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North and South

Two Mondays ago I saw two films. In the morning was the advance screening of the American indie, Snow Angels, scheduled to open locally a week from Friday. I should probably, by custom, wait till then to talk about it, but I’m in pursuit of a small point. The film, an interweave of ordinary lives in a wintry Northeastern small town, has a number of attractions in it, starting with the clear bright wide-screen image, letting in a lot of décor and townscape, albeit much of it self-satirically quaint and cornball. Kate Beckinsale shows off, not for the first time, her impeccable American accent, and appears to have cut back on the collagen now that she’s not hunting werewolves in a black leather bodysuit. And the slowly warming relationship between two tentative teens, a trombonist in the high-school marching band (Michael Angarano) and a bespectacled amateur photographer (Olivia Thirlby, the heroine’s best friend in Juno), gives us a rooting interest in an otherwise tawdry tapestry of broken marriages, infidelity, betrayal, jealousy, vengeance, etc.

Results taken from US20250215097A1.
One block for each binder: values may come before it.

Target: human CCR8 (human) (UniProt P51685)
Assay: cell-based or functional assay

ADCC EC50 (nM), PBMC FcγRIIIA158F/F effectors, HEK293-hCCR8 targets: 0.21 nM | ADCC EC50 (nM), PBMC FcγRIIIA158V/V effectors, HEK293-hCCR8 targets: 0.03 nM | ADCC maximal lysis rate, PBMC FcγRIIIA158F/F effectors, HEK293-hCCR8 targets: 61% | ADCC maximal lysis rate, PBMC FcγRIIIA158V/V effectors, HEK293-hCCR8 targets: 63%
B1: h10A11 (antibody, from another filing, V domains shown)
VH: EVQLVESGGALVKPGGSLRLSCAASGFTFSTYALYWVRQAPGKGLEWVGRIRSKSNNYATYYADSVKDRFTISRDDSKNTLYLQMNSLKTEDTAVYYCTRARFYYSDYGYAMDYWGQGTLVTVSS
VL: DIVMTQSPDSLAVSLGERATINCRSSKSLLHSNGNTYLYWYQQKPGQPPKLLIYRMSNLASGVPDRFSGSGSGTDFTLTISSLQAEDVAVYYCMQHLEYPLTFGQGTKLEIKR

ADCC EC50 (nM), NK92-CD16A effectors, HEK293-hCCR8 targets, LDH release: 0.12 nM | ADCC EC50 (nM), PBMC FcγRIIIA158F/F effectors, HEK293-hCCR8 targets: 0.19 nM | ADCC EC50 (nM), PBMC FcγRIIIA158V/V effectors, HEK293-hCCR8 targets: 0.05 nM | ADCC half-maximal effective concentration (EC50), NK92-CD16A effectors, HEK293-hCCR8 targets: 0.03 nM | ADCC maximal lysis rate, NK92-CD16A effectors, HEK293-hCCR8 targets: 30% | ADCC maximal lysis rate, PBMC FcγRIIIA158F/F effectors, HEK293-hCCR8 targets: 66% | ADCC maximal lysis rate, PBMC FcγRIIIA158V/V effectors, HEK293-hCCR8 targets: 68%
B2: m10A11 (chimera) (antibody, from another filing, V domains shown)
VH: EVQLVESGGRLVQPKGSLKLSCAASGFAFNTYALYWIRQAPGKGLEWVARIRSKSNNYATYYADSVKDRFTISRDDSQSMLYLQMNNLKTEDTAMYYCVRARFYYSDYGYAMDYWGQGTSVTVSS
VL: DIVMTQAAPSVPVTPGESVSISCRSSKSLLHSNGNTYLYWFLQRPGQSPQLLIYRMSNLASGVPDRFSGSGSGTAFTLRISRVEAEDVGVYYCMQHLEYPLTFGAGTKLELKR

Two off-screen gunshots at the outset, prior to a flashback to “weeks earlier,” in effect echo over the entire length of the film. Everything that takes place in it is colored by the dread of those coming shots. Though they perhaps help slightly to spice up the banality and leaven the boredom, while we work our way back to the starting point, I had to ask myself all throughout, and afterwards, why it should be so difficult for American filmmakers of the “sensitive” and “intimist” persuasion to take an interest in ordinary lives unless the story has a hook or angle or outcome worthy of top placement on the Eleven O’Clock News. And I found myself, in quest of an answer, heading down some well-travelled roads, the American penchant for violence and preoccupation with power (or its lack), the jadedness of the public palate and hunger for sensationalism, the perversion of the democratic ideal whereby every individual becomes the center of the universe, demands attention and craves recognition, strains to out-shout Walt Whitman. Even the littlest indie can be infected. Paranoid Park and Sleepwalking, both of which open tomorrow, would have served almost as well as Snow Angels, boasting, between them, a grisly, grotesque killing and a potpourri of drug bust, child abandonment, child abduction, child abuse, patricide. I just didn’t happen to see them on that Monday.